The assembly 20 includes a rigid shaft-like spindle, generally indicated at 26, extending along an long axis A between a rear end 28 and a shaping end 30. A shaping tool 32 extends radially outwardly from the spindle 26 adjacent it's shaping end 30, and terminates in a cutting edge 34. The point-like shape of the cutting edge 34 is an exemplary depiction only, however, as the actual cutting edge 34 of the shaping tool 32 could comprise a removable carbide (or other material) tip of any commercially available shape. In another variation, the shaping tool 32 may be held in a removable tool holder which is secured to the spindle 26 via a taper and bolt arrangement. The spindle 26 is provided with wrench flats 40 adjacent its rear 28 and shaping 30 ends to facilitate removal of the shaping tool 32 for maintenance and tool holder 36 interchanges.

The assembly 20 further includes a housing 42 through which the rear 28 and shaping 30 ends of the spindle 26 extend. The spindle 26 is rotatably supported in the housing 42 by a spherical air bearing assembly, generally indicated at 120. The spherical bearing assembly 120 includes an enlarged, spherical bearing journal 126 attached to the spindle 26, preferably coincident with the center of gravity of the rotating spindle assembly. In any event, the center of the spherical surface which forms the bearing journal 126 lies along the long axis A. The bearing journal 126 is contained within a journal box taking the form of spherical bearing cups 128. Pressurized air is pumped into the interface between bearing journal 126 and the journal box 128 to levitate the spindle 26 for high-speed rotation, e.g., on the order of 100,000 RPM.

Bearing air is introduced to the interface between individual bearing cups in the journal box 128 and the bearing journal 126 through one or more inlets 132 as shown in FIGS. 1 through 5. While discrete inlets 132 are illustrated, acceptable results can be achieved by the use of porous ceramic bearing cups. In this configuration, air permeates through the bearing cups to levitate the journal bearing 126. Another example of air introduction for the bearing feature includes the use of hydrostatic pockets, or depressions, formed in the surface of the journal box 128 into which air from the inlets 132 is directed. Regardless of the method used to introduce air to the interface between the bearing journal 126 and the journal box 128, the spindle 26 is supported by a cushion of air within the spherical bearing assembly 120 and allowed to wobble as it rotates at high speeds.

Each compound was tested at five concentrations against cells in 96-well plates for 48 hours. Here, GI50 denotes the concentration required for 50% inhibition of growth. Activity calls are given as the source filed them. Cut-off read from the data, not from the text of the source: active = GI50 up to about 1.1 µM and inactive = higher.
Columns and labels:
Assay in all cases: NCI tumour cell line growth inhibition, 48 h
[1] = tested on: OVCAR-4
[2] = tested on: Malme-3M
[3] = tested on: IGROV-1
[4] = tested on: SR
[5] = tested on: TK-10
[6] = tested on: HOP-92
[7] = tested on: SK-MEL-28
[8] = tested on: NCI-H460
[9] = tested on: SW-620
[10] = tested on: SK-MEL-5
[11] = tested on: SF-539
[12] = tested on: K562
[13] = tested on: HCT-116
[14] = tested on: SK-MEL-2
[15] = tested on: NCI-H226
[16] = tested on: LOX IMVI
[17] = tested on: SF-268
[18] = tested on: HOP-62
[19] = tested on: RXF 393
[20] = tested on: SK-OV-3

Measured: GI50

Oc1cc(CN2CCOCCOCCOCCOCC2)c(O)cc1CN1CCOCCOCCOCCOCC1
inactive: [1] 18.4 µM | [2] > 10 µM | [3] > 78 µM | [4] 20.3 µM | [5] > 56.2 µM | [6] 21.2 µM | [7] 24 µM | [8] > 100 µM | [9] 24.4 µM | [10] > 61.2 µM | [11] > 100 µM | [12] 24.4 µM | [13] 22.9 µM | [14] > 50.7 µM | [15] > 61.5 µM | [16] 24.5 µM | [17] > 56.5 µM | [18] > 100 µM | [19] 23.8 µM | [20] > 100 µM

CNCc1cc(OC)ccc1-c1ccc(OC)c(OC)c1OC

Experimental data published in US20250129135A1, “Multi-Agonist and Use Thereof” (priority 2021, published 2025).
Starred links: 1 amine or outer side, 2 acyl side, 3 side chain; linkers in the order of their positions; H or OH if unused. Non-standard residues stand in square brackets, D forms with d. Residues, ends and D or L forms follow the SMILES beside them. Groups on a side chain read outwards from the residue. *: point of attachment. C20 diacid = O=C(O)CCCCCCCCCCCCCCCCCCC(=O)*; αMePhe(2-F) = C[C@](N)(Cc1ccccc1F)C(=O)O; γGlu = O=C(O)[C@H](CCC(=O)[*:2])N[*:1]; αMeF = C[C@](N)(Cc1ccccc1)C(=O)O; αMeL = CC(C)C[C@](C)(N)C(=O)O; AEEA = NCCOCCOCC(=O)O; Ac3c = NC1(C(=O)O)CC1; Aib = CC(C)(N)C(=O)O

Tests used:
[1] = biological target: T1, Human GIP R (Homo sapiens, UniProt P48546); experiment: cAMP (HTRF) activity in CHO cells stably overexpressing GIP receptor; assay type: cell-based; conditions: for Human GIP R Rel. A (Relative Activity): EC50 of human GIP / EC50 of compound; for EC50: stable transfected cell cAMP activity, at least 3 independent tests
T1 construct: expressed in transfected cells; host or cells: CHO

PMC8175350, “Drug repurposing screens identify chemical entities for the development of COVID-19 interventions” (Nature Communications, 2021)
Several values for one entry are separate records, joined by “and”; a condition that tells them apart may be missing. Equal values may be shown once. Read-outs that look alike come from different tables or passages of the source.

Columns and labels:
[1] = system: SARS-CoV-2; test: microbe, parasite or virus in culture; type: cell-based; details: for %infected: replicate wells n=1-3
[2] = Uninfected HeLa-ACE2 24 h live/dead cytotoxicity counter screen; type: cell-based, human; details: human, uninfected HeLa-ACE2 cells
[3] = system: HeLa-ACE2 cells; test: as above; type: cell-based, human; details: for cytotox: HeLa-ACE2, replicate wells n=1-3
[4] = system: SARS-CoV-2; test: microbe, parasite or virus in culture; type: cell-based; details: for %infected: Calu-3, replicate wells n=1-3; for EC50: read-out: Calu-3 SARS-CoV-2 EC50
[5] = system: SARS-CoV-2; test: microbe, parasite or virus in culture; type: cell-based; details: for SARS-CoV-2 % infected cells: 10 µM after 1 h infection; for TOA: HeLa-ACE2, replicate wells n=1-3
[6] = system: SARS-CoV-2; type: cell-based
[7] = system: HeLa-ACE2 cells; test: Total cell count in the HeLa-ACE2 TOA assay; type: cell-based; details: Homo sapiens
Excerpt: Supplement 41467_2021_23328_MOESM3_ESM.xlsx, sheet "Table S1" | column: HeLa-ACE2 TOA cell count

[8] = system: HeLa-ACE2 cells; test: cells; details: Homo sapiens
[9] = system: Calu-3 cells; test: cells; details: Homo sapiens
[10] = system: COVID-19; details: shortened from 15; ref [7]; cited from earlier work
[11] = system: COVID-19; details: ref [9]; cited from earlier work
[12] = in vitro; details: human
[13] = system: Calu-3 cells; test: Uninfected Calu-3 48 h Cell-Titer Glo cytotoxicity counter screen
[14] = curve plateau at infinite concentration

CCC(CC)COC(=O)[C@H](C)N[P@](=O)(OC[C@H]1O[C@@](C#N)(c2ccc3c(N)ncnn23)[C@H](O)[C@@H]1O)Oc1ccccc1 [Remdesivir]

A drive motor, generally indicated at 44, is disposed within or outside of the housing 42 and operates to forcibly rotate the spindle 26 about its long axis A. The drive motor 44 may be of any known variety, operating on either AC or DC current, fluid, air or any other type of energy source. In the examples shown, the drive motor 44 comprises an air turbine. A turbine air inlet 122 directs a controlled stream of pressured air at an impeller 124. The impeller 124 can be integrally formed about the equator of the spherical bearing journal 126 as shown in FIGS. 2 and 7. When the air turbine is integrated into the bearing journal 126, undesirable moments are eliminated to help stabilize spindle rotation at high speed. Pressurized air flowing through the inlet 122 acts upon the impeller 124 and causes the spindle 26 to rotate within the housing 42 about the long axis A. Air is exhausted from any convenient location, such as via outlet 130 shown in FIG. 2.

FIG. 4 illustrates an alternative drive motor arrangement, generally indicated at 44′. Here, an air turbine assembly having an inlet 122′ acts upon the impeller 124′ which is formed about the spindle 26 at a location remote from the spherical bearing assembly 120 and remote from the center of gravity of the spindle. In this example, the hybrid orbiting spindle assembly 20 functions in the same manner, however, the drive mechanism for rotating the spindle 26 at high speeds is different. Those skilled in the art will appreciate other arrangements for the drive motor, which may include an electric motor or other devices.

Referring again to FIGS. 1 through 5, the assembly 20 is shown including a pair of Y-axis actuators 134 positioned on opposing sides of the spindle 26 at a distance from the spherical bearing assembly 120. Similarly, X-axis actuators 136, oriented perpendicular to the Y-axis actuators 134, are also positioned on opposite sides of the spindle 26. These actuators 134, 136 are oriented in a common plane and can be selectively energized through an appropriate control mechanism to urge the spindle 26 with an electromagnetic attractive force. By intentionally and variably energizing the actuators 134, 136, acting like moment arms, the shaping tool 34 can be forced to move in a controlled path, either circular or non-circular. Although the figure suggests that the Y-axis actuators 134 are located in a generally vertical plane, whereas the X-axis actuators 136 are located in generally horizontal plane, this is not necessary. In some cases, it may be desirable to orient the respective axes at an approximate 45 degree angle relative to the horizontal. Also, although four actuators 134, 136 are shown, it is possible to accomplish the desired articulation of the shaping tool 34 using three actuators spaced in generally equal arcuate increments around the long axis A.